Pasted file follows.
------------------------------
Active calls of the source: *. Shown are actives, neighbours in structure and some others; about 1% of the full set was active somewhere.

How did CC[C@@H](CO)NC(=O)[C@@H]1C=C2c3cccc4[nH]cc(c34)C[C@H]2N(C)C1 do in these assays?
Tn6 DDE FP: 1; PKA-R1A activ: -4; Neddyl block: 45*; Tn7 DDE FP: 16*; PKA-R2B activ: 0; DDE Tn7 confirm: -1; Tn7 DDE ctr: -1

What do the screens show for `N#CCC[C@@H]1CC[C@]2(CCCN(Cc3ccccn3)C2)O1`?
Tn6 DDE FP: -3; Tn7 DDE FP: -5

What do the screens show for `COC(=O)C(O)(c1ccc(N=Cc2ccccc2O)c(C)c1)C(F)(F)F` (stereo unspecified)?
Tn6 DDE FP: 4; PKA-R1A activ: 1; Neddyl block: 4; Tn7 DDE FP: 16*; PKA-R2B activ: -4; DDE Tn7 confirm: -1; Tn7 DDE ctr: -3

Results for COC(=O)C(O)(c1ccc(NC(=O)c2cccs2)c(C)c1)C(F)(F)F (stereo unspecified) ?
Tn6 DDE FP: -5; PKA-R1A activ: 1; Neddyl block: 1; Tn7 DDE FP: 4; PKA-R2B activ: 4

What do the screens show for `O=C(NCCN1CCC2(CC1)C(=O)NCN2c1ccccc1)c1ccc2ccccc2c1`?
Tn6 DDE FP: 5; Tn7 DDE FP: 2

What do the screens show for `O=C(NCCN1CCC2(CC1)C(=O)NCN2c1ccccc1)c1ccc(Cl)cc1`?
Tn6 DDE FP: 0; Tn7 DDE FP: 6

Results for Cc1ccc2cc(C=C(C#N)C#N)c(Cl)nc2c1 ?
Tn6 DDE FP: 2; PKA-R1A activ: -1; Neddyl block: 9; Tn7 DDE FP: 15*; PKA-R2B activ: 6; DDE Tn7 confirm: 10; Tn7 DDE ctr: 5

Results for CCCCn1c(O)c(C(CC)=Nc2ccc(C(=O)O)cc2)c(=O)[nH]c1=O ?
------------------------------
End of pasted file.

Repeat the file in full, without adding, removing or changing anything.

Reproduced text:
Active calls of the source: *. Shown are actives, neighbours in structure and some others; about 1% of the full set was active somewhere.

How did CC[C@@H](CO)NC(=O)[C@@H]1C=C2c3cccc4[nH]cc(c34)C[C@H]2N(C)C1 do in these assays?
Tn6 DDE FP: 1; PKA-R1A activ: -4; Neddyl block: 45*; Tn7 DDE FP: 16*; PKA-R2B activ: 0; DDE Tn7 confirm: -1; Tn7 DDE ctr: -1

What do the screens show for `N#CCC[C@@H]1CC[C@]2(CCCN(Cc3ccccn3)C2)O1`?
Tn6 DDE FP: -3; Tn7 DDE FP: -5

What do the screens show for `COC(=O)C(O)(c1ccc(N=Cc2ccccc2O)c(C)c1)C(F)(F)F` (stereo unspecified)?
Tn6 DDE FP: 4; PKA-R1A activ: 1; Neddyl block: 4; Tn7 DDE FP: 16*; PKA-R2B activ: -4; DDE Tn7 confirm: -1; Tn7 DDE ctr: -3

Results for COC(=O)C(O)(c1ccc(NC(=O)c2cccs2)c(C)c1)C(F)(F)F (stereo unspecified) ?
Tn6 DDE FP: -5; PKA-R1A activ: 1; Neddyl block: 1; Tn7 DDE FP: 4; PKA-R2B activ: 4

What do the screens show for `O=C(NCCN1CCC2(CC1)C(=O)NCN2c1ccccc1)c1ccc2ccccc2c1`?
Tn6 DDE FP: 5; Tn7 DDE FP: 2

What do the screens show for `O=C(NCCN1CCC2(CC1)C(=O)NCN2c1ccccc1)c1ccc(Cl)cc1`?
Tn6 DDE FP: 0; Tn7 DDE FP: 6

Results for Cc1ccc2cc(C=C(C#N)C#N)c(Cl)nc2c1 ?
Tn6 DDE FP: 2; PKA-R1A activ: -1; Neddyl block: 9; Tn7 DDE FP: 15*; PKA-R2B activ: 6; DDE Tn7 confirm: 10; Tn7 DDE ctr: 5

Results for CCCCn1c(O)c(C(CC)=Nc2ccc(C(=O)O)cc2)c(=O)[nH]c1=O ?